Pinpointing the Perfect Role for Amar'e Stoudemire to Thrive with NY Knicks
When Amar'e Stoudemire returned to the New York Knicks on January 1, 2013, many expected the new year to breed even greater results than 2012. Unfortunately, New York witnessed the Knicks lose at home for just the third time all season.
In turn, the world is asking a complex question. What is the ideal role for Amar'e Stoudemire?
As of the Knicks' New Years Day loss to the Portland Trail Blazers, they are 31-40 with both Stoudemire and Carmelo Anthony in the rotation. They're 8-3 with the two in the lineup while Mike Woodson is the head coach.
Regardless of which way you cut it, the duo just haven't appeared to provide the Knicks with the spark owner James Dolan had imagined.
This is a primary reason that reports have stated the Knicks shopped Stoudemire around during the offseason (via The New York Times). It is also a source of the criticism that the Knicks will never achieve their maximum level of success with both on the roster.
Before we jump the gun with all of that, it is imperative that we evaluate the true story here.
During their first 18 games, the New York Knicks started 14-4. During that time, they averaged 103.2 points scored and 94.7 points allowed per game.
All of that changed on December 8, 2012.
The game which many will cite as the turning point was December 21, 2012, as the Chicago Bulls pummeled and dismantled the Knicks. It was their December 8 showdown that truly started it all.
Chicago won 93-85. The Knicks went downhill and have yet to recover.
Since December 8, the Knicks are just 7-6. They're averaging 100.8 points on offense and giving up 100.7 points a game on defense.
In other words, both their offense and defense have collapsed.
Perhaps this is a result of Carmelo Anthony facing injuries throughout the month of December. Maybe it's a matter of New York becoming complacent as a top-two team in the Eastern Conference.
Regardless of what you make it out to be, Amar'e Stoudemire can revitalize this team. But how?
Points in the Paint
The most common misconception about the New York Knicks is that they are a dominant force along the interior. With Carmelo Anthony and the efficient Tyson Chandler, it isn't difficult to see why that belief exists.
Unfortunately, the Knicks are the exact opposite. They are one of the worst interior-scoring teams in the NBA.
They presently rank 29th with an average of 33.2 points in the paint per game.
If you need to know anything about Amar'e Stoudemire, it is that he is a dominant interior scorer. From his elite pick-and-roll finishing skills to his improved low-post game, STAT will boost that number by five to 10 points per game.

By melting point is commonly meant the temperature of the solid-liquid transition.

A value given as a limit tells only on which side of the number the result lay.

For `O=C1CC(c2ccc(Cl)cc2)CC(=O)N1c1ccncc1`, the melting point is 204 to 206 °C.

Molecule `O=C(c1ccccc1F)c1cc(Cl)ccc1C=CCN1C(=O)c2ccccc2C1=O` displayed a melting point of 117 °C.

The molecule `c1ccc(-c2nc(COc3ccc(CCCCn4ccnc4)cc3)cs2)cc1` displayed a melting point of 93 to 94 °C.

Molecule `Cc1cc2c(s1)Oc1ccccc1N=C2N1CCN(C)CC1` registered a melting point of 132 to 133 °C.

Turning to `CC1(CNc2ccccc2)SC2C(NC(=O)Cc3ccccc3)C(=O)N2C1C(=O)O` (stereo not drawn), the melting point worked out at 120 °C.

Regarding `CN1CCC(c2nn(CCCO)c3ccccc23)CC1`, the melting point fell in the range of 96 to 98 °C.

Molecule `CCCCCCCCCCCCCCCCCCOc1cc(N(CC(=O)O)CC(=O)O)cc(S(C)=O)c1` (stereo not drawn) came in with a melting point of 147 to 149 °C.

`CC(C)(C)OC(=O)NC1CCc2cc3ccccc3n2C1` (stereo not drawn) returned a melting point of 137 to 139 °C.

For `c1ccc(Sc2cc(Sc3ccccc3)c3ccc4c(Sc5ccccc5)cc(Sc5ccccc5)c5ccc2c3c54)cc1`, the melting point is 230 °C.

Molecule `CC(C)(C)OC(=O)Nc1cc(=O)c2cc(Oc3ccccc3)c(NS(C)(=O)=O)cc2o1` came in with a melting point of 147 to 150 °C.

In turn, the Knicks' offense will add another dynamic. It will also keep opposing defenses on their toes, thus limiting opposing transition scoring opportunities.
STAT may not have been taught how to play defense, but his offensive impact will improve the team's.
Impact on 'Melo
The widespread belief about the pairing of Carmelo Anthony and Amar'e Stoudemire is that utilizing both forces 'Melo out of the post. Quite the contrary, actually, as those familiar with STAT's career will tell you.
He's played more along the perimeter than the average 4.
Stoudemire was at his best in Mike D'Antoni's system while working the pick-and-roll and spacing the floor with his jump shooting. For evidence, he shot 44.4 percent from mid-range as recent as 2010-11.
Something he could do again in 2012-13.
As a result of his mid-range prowess, the Knicks could flash 'Melo to the post as often as they'd like. They could also stretch 'Melo along the perimeter and allow Amar'e to work the screen game or enter the post himself.
The options are limitless. It's all about understanding and capitalizing upon their respective abilities.
Starting Power Forward
Regardless of what the past may tell you, the New York Knicks' best chance at legitimacy is starting Amar'e Stoudemire at power forward.
Since the inception of the NBA, the No. 1 way to establish legitimacy is to have a balanced frontcourt attack. With a dominant defender at one frontcourt position and a top-tier scorer at the other, a path for dominance will be set.
That is exactly what will transpire with Stoudemire and Chandler alongside one another.
The Knicks have a legitimately dominant low-high attack with Amar'e inside and Carmelo Anthony along the perimeter. Paired with sharpshooters Steve Novak, Jason Kidd and J.R. Smith, the Knicks could make a run at a title.
Even if utilizing Amar'e as a sixth man seemed to be the best option, times have changed.
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